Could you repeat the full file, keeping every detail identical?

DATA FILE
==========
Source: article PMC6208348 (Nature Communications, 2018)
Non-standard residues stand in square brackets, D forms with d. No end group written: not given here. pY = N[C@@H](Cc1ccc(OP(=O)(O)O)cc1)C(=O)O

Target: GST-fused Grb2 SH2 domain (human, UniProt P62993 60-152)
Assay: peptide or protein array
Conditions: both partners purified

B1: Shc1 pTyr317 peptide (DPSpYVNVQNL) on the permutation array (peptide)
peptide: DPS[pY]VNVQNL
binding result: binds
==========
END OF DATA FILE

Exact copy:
Source: article PMC6208348 (Nature Communications, 2018)
Non-standard residues stand in square brackets, D forms with d. No end group written: not given here. pY = N[C@@H](Cc1ccc(OP(=O)(O)O)cc1)C(=O)O

Target: GST-fused Grb2 SH2 domain (human, UniProt P62993 60-152)
Assay: peptide or protein array
Conditions: both partners purified

B1: Shc1 pTyr317 peptide (DPSpYVNVQNL) on the permutation array (peptide)
peptide: DPS[pY]VNVQNL
binding result: binds